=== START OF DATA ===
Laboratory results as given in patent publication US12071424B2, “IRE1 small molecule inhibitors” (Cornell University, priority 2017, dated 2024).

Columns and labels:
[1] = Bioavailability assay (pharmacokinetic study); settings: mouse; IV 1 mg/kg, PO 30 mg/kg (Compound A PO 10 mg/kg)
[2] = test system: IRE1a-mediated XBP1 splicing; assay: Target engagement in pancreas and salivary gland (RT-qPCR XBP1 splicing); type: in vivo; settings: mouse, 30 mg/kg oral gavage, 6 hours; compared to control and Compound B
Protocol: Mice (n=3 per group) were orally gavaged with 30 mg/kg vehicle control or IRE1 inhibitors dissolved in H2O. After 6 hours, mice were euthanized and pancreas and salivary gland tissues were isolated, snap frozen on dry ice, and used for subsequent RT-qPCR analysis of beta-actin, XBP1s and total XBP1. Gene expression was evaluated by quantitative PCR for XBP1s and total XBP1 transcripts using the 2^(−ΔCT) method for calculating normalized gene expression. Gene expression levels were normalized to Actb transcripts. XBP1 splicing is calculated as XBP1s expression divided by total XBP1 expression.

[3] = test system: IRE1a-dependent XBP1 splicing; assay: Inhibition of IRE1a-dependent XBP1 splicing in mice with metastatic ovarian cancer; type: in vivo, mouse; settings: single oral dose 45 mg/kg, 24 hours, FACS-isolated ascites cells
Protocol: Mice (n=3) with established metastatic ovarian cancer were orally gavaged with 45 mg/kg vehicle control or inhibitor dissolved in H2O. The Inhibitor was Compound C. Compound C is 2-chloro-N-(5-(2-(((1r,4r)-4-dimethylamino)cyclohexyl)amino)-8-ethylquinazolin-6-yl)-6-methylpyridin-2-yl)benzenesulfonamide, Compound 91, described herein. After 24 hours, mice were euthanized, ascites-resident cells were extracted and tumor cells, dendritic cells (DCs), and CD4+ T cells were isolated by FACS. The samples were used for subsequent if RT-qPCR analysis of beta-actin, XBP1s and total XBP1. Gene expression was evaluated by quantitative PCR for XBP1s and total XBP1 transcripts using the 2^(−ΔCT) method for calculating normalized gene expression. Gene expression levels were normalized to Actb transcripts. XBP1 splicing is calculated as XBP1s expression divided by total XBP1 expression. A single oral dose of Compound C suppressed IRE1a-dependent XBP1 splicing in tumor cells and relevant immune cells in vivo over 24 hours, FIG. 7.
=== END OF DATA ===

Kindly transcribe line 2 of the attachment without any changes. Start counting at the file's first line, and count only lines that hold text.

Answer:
Columns and labels: